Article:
Board reveals austerity measures in Puerto Rico fiscal plans

SAN JUAN, Puerto Rico (AP) — New austerity measures are looming for Puerto Rico as a federal control board overseeing the U.S. territory’s finances prepares to approve several fiscal plans this week that will serve as the island’s economic blueprint for the next five years.

The plans released Wednesday call for a 10 percent average cut to a pension system facing nearly $50 billion in liabilities. They also seek the closure of prisons, consolidation of dozens of state agencies and significant reductions in government subsidies to the island’s 78 municipalities and Puerto Rico’s largest public university. The board also said Puerto Rico’s government should cut sick leave and vacation pay by half.

“These plans offer a once-in-a-generation opportunity to do things right and turn these trends around,” board chairman Jose Carrion said, alluding to years of economic decline, excessive borrowing and fiscal mismanagement followed by the devastation caused by hurricanes Irma and Maria last year.

The fiscal plan for the island’s central government estimates Puerto Rico will receive more than $50 billion in federal funds to help rebuild from Hurricane Maria, which killed dozens of people and caused an estimated $100 billion in damage when it hit Sept. 20. The plan also anticipates a more than $6 billion surplus over five years as the island struggles to restructure a portion of its more than $70 billion public debt load amid an 11-year recession. Puerto Rico’s financial debt coupled with the pension liabilities are nearly twice the size of its economy.

The board said the government needs to consolidate its 114 agencies into 22 groups as well as consolidate police stations and replace officers performing civilian duties with “less expensive” civilian personnel.

The board is scheduled to meet Thursday and Friday to approve all seven fiscal plans, including those for Puerto Rico’s power and water and sewer companies. Gov. Ricardo Rossello has said his administration will not approve pension cuts or implement layoffs.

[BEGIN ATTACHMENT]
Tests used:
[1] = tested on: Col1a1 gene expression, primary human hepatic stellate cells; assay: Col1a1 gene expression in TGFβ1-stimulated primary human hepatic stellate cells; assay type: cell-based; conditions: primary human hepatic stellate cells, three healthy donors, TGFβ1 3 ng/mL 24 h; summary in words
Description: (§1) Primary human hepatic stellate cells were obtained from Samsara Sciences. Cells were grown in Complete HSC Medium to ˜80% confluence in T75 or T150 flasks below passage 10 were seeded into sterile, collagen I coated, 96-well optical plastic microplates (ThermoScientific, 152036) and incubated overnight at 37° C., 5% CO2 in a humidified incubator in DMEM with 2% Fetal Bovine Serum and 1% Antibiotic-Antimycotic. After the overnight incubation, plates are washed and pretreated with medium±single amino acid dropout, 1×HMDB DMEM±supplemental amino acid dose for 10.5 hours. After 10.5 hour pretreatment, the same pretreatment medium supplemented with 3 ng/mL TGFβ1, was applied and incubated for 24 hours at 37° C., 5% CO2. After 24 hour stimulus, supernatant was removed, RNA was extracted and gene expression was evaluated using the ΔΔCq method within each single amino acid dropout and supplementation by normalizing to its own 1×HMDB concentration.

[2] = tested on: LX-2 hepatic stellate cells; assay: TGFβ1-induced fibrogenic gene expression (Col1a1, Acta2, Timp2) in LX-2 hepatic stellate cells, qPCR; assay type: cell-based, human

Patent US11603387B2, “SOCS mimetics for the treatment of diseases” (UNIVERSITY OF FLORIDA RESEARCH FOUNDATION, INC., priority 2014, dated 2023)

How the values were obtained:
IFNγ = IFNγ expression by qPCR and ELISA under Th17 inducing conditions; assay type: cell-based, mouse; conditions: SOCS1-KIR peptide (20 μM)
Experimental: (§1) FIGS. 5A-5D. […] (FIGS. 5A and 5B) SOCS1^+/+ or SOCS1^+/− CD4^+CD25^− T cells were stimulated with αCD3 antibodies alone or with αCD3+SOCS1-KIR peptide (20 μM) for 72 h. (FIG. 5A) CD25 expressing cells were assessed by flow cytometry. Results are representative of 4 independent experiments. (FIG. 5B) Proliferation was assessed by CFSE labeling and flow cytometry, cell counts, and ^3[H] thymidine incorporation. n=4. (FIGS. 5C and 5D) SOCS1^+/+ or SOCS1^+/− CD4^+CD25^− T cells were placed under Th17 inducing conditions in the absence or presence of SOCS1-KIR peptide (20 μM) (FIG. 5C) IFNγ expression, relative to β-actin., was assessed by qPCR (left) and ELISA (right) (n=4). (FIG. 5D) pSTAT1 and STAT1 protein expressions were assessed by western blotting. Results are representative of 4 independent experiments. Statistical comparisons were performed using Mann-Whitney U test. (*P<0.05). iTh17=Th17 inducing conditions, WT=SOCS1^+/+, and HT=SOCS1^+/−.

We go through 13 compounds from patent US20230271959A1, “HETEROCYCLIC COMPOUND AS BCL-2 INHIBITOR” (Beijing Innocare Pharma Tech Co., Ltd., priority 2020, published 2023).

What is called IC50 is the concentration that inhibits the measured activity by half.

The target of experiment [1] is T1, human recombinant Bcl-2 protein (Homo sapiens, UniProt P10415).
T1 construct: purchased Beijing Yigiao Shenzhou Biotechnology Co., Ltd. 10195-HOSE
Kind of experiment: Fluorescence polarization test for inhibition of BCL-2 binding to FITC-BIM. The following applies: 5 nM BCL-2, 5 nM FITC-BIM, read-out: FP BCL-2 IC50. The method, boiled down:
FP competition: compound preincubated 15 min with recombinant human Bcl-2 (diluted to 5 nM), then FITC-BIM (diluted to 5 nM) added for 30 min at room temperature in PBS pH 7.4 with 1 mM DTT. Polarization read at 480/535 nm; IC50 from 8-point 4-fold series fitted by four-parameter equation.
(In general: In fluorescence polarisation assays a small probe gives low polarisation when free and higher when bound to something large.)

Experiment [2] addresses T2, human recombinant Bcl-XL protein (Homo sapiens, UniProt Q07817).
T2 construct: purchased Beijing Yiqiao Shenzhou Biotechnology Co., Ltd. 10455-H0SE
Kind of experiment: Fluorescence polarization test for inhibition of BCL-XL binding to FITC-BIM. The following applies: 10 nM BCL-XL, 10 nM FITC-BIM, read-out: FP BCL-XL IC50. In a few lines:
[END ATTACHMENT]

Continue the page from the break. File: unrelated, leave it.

Some worry the board’s financial estimates are too optimistic.

Economist Jose Caraballo told The Associated Press that help pledged by federal officials might not materialize, leaving the U.S. territory with less money than anticipated.

“We know about President Trump’s emotional swings,” he said. “And he might say no next time.”

Caraballo also said layoffs are inevitable even though none of the fiscal plans released Wednesday specifically mention them. “To eventually reach those numbers in that plan, I believe dismissals are implicit,” he said.

On broader economic matters, the board said Puerto Rico’s government should make a Christmas bonus voluntary for employers and allow employers to dismiss workers without first having to prove just cause. It called for the minimum wage for workers 25 and older to increase by 25 cents an hour and said the government should immediately impose a work requirement for a nutritional assistance program and increase a labor force participation rate that stands at 42 percent, the seventh lowest in the world.

These and other labor reform measures are expected to generate some $460 million in savings over the next five years, the board said.

It also said the government should improve construction permitting and make it easier to register property and pay taxes. It noted that it takes 191 days to register property in Puerto Rico, compared with 12 days on the U.S. mainland. Meanwhile, it takes 22 procedures and 165 days to get a construction permit in Puerto Rico, compared with five procedures and 89 days in the U.S.